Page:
Aristocrats of War #5 – Blazing a Trail

With the Blazing Combat series from Warren Publishing, we get the best written overall series of war stories, ranging from all time periods. The art for the books was just as good. Of course, that is only my opinion.  Comic Hall of Famer Archie Goodwin, who along with fellow Hall of Fame creators John Severin, Alex Toth, Reed Crandall, Gene Colan, Al Williamson, Russ Heath, and Wally Wood, produced the quarterly magazine. Frank Frazetta provided the cover art for the short-lived series.

Although Frank Frazetta was a legendary cover artist known for his fantastic art and illustration skills, he rarely dove into the War Genre. I will be the first to admit that his skill in military type illustration isn't as good as his fantasy and sci-fi work, but his cover for Blazing Combat #1 is fantastically dark, grisly, and full of mood. His covers for the Blazing Combat series were all great in their own way but I would have loved to have seen a Frazetta depict an ancient battle. 

If you haven't read Blazing Combat, I highly suggest it. It isn't based on any one character but rather a series of short war stories ranging from all eras. The stories are more of a humanistic view on war than the traditional pro-war views comics had taken. I would compare it to EC's Two-Fisted Tales and Frontline Combat, although questioning war and not glorifying it.

Published first in October 1965, the series struck controversy right away with wholesalers questioning the publication's anti-war stance. Of course, this was before the turning of America public sentiment about the Vietnam War. With issue #2, a story called "Landscape" changed the history of the series. At the time many wholesaler's employees were veteran's and members of the American Legion, who ran a campaign within distribution channels to leave the books sitting on shelves and not offer them for sale to the public. By issue #4 Army PX's refused delivery and wholesalers were sending back unopened bundled with personal letters affixed to them. It was also at this time the controversy started to affect Warren's other titles.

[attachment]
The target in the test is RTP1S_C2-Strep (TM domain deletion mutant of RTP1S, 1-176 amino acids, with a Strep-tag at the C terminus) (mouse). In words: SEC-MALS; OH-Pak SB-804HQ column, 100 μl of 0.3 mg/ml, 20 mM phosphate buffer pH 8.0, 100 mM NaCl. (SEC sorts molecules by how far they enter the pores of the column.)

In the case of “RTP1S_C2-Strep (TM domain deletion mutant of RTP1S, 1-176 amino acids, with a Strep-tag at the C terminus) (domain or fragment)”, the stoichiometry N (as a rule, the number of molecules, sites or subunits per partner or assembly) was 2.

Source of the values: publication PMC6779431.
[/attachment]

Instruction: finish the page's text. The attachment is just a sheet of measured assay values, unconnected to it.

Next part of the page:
My opinion is if Blazing Combat would had been released in 1975, and not 1965, it would have been a runaway success and quite possibly been the most well-received war publication ever produced. Sadly, it remains a little-known title, with little attention outside of war fans and Frazetta fans. There are numerous reprints available, and I highly recommend picking one up. Another great story from the series was based on the Spartan stand at Thermopylae, which is in issue #4. Again, the art is fantastic and writing is top-notch, so enjoy.


Currently, there are 46 Blue labels of Blazing Combat #1 on the CGC census, ranging from 3.0 to 9.4. High grades are difficult because of the black cover. 

An 8.0 sold for $1150 in April, with earlier sales in 8.0 being $300 in 2008, so these have seen a nice return.

      

Good Luck and Happy Hunting. 


               


               

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